When Outlines Get in the Way of a Good Story

Hi all,

I’m in the throes of “outlining” my next WIP and, I must admit, I lean a bit toward the pantser method of writing when it comes to plot planning. While I do initially outline major plot points, I have found from past experience that they are organic, fluid, as my characters have a way of shaking their heads at me and moving events in a new direction once drafting is underway. I often end up with a story quite different to the one I originally proposed.

And that’s why I was so enthralled at last month’s Writer’s Digest Conference http://www.writersdigestconference.com/, when I listened to author, Steven James http://www.stevenjames.net/, speak on why story trumps structure and why, as the blurb on the back of his writing book by the same name says, “All too often, following the ‘rules’ of writing can constrict rather than inspire you”.


Yes, yes, YES!

I had found someone who understands how I write and doesn’t whack me over the knuckles for it!

One of his key arguments is that the story should arise organically out of who the characters are, the desires they have, and the obstacles/challenges they face. Believability of story can suffer if the behavior of characters is made to fit a planned plot, as it takes time to get to know our characters, and to understand what they will do in given situations.

I loved his session so much I scrambled to the conference bookstore to purchase his book, only to find it had already sold out. When I asked Steven if his book was available for purchase in Australia, he came to my rescue, giving me one of his personal (and signed) copies – thank you again, Steven!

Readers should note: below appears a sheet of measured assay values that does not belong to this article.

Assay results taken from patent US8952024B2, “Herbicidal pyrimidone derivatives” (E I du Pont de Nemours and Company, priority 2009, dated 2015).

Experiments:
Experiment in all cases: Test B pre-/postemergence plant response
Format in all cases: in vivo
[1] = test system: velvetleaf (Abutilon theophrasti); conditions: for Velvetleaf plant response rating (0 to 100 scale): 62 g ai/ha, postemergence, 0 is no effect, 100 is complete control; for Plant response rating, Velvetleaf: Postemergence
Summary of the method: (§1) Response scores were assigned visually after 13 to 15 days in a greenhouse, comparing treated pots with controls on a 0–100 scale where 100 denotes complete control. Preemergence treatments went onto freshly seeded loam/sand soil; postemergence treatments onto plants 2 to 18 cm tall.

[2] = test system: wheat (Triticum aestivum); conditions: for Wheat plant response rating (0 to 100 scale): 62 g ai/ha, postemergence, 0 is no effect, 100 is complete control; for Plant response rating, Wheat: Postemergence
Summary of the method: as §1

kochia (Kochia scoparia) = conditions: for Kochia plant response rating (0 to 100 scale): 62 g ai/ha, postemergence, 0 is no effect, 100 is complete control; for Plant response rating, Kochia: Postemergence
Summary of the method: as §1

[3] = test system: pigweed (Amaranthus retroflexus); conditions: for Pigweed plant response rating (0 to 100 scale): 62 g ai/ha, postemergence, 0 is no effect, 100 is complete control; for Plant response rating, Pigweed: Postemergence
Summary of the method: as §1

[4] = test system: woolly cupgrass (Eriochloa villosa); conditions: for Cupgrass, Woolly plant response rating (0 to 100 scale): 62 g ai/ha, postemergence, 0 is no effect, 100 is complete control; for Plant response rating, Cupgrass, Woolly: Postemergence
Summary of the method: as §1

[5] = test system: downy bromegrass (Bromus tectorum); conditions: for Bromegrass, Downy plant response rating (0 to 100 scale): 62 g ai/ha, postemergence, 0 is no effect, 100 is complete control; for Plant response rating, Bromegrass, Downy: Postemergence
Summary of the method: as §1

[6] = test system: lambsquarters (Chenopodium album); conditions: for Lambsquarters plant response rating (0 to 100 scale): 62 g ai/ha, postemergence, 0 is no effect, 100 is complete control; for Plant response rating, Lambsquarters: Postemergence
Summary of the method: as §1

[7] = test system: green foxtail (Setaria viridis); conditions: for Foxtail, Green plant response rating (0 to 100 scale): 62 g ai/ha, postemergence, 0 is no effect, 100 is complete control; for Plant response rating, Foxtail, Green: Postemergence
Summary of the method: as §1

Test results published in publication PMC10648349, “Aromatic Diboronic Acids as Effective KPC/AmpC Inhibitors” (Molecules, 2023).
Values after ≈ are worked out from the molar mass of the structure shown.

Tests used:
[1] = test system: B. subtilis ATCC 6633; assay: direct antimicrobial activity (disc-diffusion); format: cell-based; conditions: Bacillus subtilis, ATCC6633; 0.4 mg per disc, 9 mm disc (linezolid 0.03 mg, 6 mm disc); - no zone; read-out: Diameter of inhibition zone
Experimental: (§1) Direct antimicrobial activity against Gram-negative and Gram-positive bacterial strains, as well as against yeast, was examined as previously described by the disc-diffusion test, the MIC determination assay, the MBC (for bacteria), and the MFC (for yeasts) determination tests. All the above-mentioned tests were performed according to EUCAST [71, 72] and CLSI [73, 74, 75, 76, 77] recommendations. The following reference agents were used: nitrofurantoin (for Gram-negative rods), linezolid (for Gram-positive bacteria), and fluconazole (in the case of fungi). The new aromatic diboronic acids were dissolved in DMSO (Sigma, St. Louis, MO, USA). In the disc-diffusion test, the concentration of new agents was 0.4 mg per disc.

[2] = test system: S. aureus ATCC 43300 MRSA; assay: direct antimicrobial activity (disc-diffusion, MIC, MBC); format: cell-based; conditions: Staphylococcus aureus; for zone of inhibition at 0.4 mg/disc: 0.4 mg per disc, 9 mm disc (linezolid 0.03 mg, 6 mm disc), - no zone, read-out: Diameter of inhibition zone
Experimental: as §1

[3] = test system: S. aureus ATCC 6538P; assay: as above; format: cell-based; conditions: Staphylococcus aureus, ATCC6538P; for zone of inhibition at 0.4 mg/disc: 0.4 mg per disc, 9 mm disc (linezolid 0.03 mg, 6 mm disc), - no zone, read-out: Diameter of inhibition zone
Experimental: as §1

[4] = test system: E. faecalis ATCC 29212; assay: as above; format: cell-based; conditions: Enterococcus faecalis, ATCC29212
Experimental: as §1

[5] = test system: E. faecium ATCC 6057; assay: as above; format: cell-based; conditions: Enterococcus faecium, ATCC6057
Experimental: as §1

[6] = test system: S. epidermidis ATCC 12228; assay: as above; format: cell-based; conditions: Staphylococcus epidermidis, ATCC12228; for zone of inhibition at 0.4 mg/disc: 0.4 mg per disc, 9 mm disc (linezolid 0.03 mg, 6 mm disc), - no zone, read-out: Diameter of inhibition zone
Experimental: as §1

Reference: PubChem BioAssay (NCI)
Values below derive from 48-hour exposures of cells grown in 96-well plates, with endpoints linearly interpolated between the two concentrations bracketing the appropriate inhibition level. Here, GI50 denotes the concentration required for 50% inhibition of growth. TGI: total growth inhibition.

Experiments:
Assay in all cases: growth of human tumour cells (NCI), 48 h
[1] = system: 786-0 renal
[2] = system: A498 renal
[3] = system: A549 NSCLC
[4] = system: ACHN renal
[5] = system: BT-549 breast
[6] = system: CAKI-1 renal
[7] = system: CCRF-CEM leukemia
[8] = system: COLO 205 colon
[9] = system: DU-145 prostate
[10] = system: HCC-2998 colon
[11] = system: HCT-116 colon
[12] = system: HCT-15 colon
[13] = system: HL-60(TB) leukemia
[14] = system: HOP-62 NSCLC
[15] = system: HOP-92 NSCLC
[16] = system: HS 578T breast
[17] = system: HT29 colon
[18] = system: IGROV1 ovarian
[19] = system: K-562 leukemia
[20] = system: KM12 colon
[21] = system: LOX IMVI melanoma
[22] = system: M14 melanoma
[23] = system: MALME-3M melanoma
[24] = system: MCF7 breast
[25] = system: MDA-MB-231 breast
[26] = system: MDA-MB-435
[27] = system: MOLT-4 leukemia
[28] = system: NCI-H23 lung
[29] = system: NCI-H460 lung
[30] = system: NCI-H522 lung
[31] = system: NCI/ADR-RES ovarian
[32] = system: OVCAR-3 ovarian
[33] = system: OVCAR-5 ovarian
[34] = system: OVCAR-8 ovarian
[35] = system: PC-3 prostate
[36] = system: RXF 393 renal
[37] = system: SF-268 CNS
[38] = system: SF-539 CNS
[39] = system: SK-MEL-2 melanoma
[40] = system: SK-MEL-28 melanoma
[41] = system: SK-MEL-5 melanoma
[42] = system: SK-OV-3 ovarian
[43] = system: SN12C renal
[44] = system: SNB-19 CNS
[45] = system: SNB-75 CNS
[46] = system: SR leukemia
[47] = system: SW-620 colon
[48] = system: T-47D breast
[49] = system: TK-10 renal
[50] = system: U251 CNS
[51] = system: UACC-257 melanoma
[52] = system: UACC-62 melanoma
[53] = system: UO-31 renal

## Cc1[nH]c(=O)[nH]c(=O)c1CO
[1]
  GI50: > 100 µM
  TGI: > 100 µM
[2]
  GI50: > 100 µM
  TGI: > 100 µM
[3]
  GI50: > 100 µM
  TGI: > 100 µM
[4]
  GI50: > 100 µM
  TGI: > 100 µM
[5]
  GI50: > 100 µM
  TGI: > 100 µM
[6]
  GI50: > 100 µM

Anyway, while I am still reading through his book (and labeling key parts with sticky flags), I thought I’d share some of my favorite points from Steven’s conference presentation:

  • Outlines can sometimes hinder answers to the question:
    What would a character actually do in a situation?
  • If you can separate theme from the story, you don’t have a good story.
  • Instead of rules, think about the movement of the story.
  • There are only tension-driven stories (not plot or character driven). The goal is to always tighten the tension. Tightening tension is not necessarily rising action.
  • Stories need to have believable action, clear character intentions, and escalating tension.
  • If you’re not surprised when writing your book, your readers won’t be surprised when reading it.
  • Step back from your characters and let them act.
  • A protagonist’s strength is measured by the strength of the obstacles they must overcome.
  • Twists should be unexpected and inevitable.
  • Write yourself into a corner to come up with the unexpected and inevitable.
  • Keep your climax fluid.

So would about you? Are you a die-hard plotter, pantser, or something in between?

Whatever process you use, happy writing,



2 thoughts on “When Outlines Get in the Way of a Good Story

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